Overinflating makes a tire stiff like a rock, creating less of a defense against road hazards and making for a rougher ride. Decreased traction also becomes an issue because there’s less of the tire touching the ground in its air-engorged state.
When Should I Check My Tire Pressure?
Remember that looks are sometimes deceiving—especially when it comes to tires. You might think your tires look fine and don’t need air but that’s not always the case. It’s recommended that you check your tire pressure once a month with a pressure gauge to make sure your tires are properly inflated. Check your owner’s manual to verify the proper inflation level for your tires.
Checking your tire pressure on a hot summer day is not recommended. Hot air expands and makes it harder to gauge the correct tire pressure. Your best bet is to check your tires when the weather is cool. Make sure to let your car sit for at least three hours after use before checking your tires.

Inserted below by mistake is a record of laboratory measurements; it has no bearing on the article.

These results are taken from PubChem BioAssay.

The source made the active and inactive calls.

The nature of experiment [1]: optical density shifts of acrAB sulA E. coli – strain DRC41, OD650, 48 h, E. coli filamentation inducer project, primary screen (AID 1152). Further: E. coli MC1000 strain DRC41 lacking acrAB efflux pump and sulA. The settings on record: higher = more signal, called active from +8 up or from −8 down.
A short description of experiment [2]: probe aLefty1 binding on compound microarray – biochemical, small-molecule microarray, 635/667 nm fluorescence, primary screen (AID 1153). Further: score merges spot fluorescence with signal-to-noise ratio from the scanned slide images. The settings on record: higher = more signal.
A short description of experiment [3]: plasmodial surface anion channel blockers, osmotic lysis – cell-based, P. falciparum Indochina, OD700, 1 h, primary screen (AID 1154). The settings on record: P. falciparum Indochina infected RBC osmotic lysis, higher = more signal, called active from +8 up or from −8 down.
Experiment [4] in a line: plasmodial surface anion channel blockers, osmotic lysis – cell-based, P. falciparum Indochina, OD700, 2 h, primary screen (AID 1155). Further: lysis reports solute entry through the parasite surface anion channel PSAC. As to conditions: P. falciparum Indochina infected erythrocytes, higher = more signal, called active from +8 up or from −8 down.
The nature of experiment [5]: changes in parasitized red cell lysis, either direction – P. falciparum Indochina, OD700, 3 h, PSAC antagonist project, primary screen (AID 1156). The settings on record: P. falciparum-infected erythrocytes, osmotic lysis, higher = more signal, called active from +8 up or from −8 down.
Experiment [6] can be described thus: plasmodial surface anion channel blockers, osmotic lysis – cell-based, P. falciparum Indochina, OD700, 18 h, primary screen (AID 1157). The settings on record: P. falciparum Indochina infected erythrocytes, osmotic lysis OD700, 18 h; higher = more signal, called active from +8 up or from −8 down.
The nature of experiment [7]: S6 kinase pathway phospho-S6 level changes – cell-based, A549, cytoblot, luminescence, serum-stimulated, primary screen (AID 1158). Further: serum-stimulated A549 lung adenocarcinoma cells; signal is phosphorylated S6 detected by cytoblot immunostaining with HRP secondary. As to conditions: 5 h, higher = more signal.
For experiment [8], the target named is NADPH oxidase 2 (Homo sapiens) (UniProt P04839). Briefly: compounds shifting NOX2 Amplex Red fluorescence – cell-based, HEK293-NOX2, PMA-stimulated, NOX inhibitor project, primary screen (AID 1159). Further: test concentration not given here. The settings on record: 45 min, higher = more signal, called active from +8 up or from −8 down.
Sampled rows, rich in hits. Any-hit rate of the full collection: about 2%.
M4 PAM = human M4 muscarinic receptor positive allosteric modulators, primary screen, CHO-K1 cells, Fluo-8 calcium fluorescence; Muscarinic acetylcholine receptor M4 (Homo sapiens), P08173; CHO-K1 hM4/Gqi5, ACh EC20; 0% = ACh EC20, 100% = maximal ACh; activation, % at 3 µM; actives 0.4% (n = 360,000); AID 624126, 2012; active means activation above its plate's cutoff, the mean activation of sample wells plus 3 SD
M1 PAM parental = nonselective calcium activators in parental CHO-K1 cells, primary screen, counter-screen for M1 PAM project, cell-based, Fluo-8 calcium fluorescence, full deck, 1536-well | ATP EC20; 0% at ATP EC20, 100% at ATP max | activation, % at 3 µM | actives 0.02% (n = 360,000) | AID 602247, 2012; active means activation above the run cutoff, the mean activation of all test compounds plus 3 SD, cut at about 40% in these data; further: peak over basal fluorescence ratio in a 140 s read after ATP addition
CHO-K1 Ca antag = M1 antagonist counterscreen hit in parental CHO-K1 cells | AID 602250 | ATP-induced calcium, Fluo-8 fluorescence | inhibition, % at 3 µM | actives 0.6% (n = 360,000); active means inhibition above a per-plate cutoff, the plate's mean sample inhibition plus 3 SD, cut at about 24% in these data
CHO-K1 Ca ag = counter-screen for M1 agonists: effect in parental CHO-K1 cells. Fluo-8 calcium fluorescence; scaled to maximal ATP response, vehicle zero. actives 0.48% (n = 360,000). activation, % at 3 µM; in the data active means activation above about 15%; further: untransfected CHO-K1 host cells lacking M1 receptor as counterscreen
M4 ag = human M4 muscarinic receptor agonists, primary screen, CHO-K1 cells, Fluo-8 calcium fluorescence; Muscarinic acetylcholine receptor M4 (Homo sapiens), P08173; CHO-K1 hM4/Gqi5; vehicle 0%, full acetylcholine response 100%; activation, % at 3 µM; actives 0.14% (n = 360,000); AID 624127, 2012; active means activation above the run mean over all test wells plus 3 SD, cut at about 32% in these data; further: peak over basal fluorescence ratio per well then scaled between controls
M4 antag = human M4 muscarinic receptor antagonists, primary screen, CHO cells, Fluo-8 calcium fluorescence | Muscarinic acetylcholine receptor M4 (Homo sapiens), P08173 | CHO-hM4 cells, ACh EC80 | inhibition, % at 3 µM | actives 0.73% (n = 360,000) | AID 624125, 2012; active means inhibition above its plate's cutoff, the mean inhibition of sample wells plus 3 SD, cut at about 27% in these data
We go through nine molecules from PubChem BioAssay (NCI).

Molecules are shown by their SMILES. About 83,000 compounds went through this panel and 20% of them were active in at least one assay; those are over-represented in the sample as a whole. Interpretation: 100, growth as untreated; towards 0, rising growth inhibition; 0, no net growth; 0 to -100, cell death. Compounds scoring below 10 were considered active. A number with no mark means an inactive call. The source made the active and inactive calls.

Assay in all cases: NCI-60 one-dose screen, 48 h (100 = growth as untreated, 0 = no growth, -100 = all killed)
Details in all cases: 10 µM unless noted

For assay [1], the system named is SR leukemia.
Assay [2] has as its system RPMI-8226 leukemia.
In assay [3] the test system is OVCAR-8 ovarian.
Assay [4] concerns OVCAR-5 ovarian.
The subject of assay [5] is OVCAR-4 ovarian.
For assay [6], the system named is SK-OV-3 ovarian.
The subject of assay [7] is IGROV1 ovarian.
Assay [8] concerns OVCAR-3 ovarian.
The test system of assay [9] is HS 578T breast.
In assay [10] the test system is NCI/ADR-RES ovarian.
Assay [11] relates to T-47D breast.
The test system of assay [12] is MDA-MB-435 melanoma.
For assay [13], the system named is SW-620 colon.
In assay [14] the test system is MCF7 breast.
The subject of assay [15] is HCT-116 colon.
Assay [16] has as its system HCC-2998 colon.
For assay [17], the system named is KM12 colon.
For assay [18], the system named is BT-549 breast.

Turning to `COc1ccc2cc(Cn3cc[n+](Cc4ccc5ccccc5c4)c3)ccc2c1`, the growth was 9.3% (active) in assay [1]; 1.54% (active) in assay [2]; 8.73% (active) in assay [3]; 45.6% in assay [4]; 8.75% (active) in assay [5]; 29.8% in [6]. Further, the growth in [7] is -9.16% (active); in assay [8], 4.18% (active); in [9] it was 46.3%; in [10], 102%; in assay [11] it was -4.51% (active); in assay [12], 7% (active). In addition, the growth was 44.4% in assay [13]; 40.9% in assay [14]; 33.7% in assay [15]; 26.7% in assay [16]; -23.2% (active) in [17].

Tire Rotation, Rotation Patterns, and Tread Patterns
Should I Rotate My Tires?
Tires experience wear and tear differently depending on where they’re at on the car and whether the car is front-wheel, rear-wheel, all-wheel, or 4-wheel drive. The tires doing the most work for your vehicle will wear out faster when they’re not rotated, furthering your risk of an accident and requiring replacement sooner.
Tire Rotation and Tire Tread Patterns
Rotation patterns vary depending on whether your vehicle is front-wheel, rear-wheel, all-wheel, or 4-wheel drive and whether the front and rear tires are different sizes. It’s important to know which drivetrain your vehicle is and how your tires should be rotated.
It also depends on whether your tire tread is directional or non-directionally patterned.